Also, without it, there would be no need for a redeemer or a blood sacrifice (which is barbaric). [Well, there will always be a need for a "redeemer," insofar as all people long to be rescued from that part of their nature that they wish wasn't there. Again: a saving hero is hardly an exclusively Christian concept. And by "blood sacrifice," of course you're referring to the Christian doctrine of atonement. The atonement of Christ on the cross is indeed the cosmic phenomenon of which Christians avail themselves as a means of at least once more starting from scratch: of relieving the guilt that all humans feel for all the times they act rude and selfish and crazy towards others. That's what "Christ died for our sins" means: that Christ took into himself—physically, into his body—all the bad karma that any human ever had, was, or will generate or caused to be generated, and then obliterated it all by allowing his body to be slaughtered. Christians believe that if they remember that God, as Christ, did that for them—that for them he sacrificed himself in that most dramatic and painful fashion—then they can ... experience that truth, feel a whole lot better about things, and then get back out there and try to be worthy of that very intimate relationship with God. (And then, inevitably, fail at that, feel guilty about that failure, and return to the cross. That's ... the whole Christian life, right there.)]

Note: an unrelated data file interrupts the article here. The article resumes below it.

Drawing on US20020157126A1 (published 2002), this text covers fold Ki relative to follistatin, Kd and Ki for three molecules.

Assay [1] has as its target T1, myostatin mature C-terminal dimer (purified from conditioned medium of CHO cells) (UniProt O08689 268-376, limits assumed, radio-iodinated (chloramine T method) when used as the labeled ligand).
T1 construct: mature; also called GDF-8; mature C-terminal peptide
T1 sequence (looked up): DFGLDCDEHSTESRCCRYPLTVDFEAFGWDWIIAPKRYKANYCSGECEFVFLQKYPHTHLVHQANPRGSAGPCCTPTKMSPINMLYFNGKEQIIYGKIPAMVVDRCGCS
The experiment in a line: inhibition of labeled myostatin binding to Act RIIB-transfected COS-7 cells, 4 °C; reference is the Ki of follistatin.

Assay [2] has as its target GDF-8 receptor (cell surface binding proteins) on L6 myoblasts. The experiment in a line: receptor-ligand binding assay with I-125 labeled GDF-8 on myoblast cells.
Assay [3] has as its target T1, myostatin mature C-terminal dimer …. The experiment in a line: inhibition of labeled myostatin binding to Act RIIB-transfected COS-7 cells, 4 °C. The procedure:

An argument can be made that this notion (and the fear it generates) appears to be the glue that holds Christianity together. [It's certainly true that the fact that humans are forever falling short of their own ideals is the glue that keeps any system of improvement in operation, be it a religion or ... a gym. And the fear you mention is already there. All fear boils down to the fear of death—and, again, that's not a Christian phenomenon. Fearing death is a timeless and universal human phenomenon. It's terrible if that natural fear is in any way capitalized on or exploited, of course.]

And it appears to be the argument that fundamentalists use against gay people all of the time: human nature is flawed, you are evil, you need God’s love to be redeemed, etc. [That's the fundamentalists' message to everyone, not just gay people. They tell their families that. They tell everyone that—though I know what you mean: they're especially fond—and especially these days, when they're feeling so particularly threatened by "the homosexual agenda"—of using that message as a weapon against gay people. And, again, to the extent that they use they or anyone else add to anyone's pain, they are morally failing.]

So, I guess my question is: Why should I believe in a system that generates fear—and then says that it offers “love” to solve the problem of the fear it generated? [Well, you're already in a system that generates fear: you're human, and that fact alone generates for you, me, and everyone else, a whole ton of fear that has nothing whatsoever to do with Christianity. That core, organic human fear is way, way pre-Christianity. To be alive is to live with fear. To willingly participate in a system that generates more fear—that exploits people's natural and inborn fears for any nefarious or self-serving reason—is of course an awful mistake. Conversely, being a part of any system that combats human fear with love is terrific, and should be encouraged.]